Earthmoving Accessories, Equipment and Machinery

PIPEBOSS: Laying pipes with safety


Revolutionising pipe handling, the innovative PIPEBOSS attachment facilitates mechanical pipe movement and precise placement, enabling workers to maintain a safe distance and significantly reduce injury risks.

PIPEBOSS is a pipe handling attachment that controls pipes from swinging, allowing easy, accurate pipe laying.

This reduces potential harm to personnel and pipe damage during the process of laying all kinds of pipes.

Pipe movement and placement can be undertaken mechanically via the PIPEBOSS attachment, whilst workers are able to be within a safe distance which minimises the risk of injury.

The pipe is held in a fixed position with the PIPEBOSS attachment, and the movement is controlled by an operator, rather than the free- moving pipes with the use of chains and/or sling combinations that require more personnel in the trench.

The innovation was developed by the team at Blue Water Engineering, which has just celebrated 40 years in business.

General Manager Steve Piacun said PIPEBOSS was among the three brands owned by the Gold Coast-based company, along with Blue Water and Vaclift.

“We have developed a respected reputation in both the architectural, industrial, manufacturing, mining, civil construction and marine sectors for our knowledge, technical experience and the quality of the products delivered to our customers,” he said.

Pipe movement and precise placement can be undertaken mechanically via the PIPEBOSS attachment.


“We recognised that pipe-related worksite injuries were on the increase, hence the introduction of more stringent safety precautions and sign-offs,” Steve said.

“These costs on a regular basis add up and aren’t necessarily addressing the real issue of how to move pipes with more control and less requirement for people in the trenches, risking common injuries like crush injuries, neck and back injuries, or worse amputation, spinal injuries, permanent disablement, or even cause wrongful death.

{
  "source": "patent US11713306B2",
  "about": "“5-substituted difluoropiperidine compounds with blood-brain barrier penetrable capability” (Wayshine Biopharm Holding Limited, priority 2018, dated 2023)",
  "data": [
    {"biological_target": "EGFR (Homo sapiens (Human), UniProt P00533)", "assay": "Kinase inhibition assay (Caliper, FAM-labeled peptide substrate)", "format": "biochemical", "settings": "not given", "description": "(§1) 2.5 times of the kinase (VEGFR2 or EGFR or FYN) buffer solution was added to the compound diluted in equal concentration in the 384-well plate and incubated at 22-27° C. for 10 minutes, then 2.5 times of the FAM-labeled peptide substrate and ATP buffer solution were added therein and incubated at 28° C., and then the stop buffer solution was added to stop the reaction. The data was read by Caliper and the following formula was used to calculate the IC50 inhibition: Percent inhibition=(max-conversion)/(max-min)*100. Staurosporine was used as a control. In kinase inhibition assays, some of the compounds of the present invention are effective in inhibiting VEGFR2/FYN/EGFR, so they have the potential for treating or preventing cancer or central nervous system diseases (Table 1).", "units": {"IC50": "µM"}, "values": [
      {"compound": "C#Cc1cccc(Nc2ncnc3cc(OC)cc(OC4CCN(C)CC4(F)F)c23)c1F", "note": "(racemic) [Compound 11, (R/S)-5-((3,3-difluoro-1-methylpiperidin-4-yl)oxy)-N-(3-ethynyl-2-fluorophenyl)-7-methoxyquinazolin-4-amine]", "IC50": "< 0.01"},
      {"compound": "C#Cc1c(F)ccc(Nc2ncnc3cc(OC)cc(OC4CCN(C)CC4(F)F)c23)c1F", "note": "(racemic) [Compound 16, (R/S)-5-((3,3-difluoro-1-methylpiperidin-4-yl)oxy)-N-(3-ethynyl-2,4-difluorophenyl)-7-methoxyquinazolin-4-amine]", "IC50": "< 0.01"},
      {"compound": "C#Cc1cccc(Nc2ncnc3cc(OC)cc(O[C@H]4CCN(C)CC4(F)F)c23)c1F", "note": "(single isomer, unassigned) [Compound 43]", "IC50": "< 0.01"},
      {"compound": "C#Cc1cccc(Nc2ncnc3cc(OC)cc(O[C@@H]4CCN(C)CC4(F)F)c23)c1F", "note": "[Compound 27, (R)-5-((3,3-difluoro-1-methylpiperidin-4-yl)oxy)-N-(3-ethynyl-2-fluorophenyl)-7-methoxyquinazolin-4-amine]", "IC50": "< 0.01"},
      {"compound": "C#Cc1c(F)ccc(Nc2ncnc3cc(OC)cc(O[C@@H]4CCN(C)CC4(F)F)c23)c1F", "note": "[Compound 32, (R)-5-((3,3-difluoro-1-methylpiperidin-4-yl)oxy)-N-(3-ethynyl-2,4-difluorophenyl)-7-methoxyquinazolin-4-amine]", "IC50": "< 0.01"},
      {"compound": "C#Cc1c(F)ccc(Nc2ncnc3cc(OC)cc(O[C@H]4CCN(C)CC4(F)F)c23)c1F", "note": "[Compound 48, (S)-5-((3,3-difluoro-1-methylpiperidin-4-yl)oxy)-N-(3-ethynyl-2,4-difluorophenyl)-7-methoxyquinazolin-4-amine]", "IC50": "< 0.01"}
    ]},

“The less the amount of time people are exposed to moving pipes, the safer the work site will be.

“It also improves efficiency as the pipe handling can be managed directly from the cab of the excavator via PIPEBOSS’s multi-camera screens and laser alignment tool.”

Steve said PIPEBOSS was extremely versatile and can grip/manipulate pipes from small plastic pipes, heavy fence posts, right up to large concrete pipes with a diameter range of 200mm up to 925mm and a maximum lifting capacity 3000kg.

“Changing diameter is easily adjusted by moving the jaws laterally to suit the pipe size being used,” he said.

“The jaws are held by a groove system and will not fall when sliding to a new adjusted position.”

PIPEBOSS also helps lessen product damage. Concrete pipes are easily chipped or cracked, so handling them with a padded jaw with the correct measured pressure is highly beneficial.

The product is aimed at council civil works or smaller operators, who will be able to dig the trench and change over the bucket to the PIPEBOSS attachment and pick up a pipe off a truck and lay it in the trench and align it, all from his cabin.

“This negates the need for a worker in the trench guiding him, and provides speed, control, accuracy and overall efficiency,” Steve said.

Steve said an average operator would be competent at using a PIPEBOSS after half a day of operating.

“An experienced operator would be able to operate efficiently within an hour or two. The main areas to get familiar with are learning to trust the cameras as most have relied on a spotter in the past,” he said.

“PIPEBOSS allows the operator to view the whole pipe-laying process and ensure correct pipe alignment at both ends of the pipe, as
it is being installed. With the camera on the PIPEBOSS unit, the operator is able to view the pipe pickup and joining process closer, without any personnel having to be down in the trench.”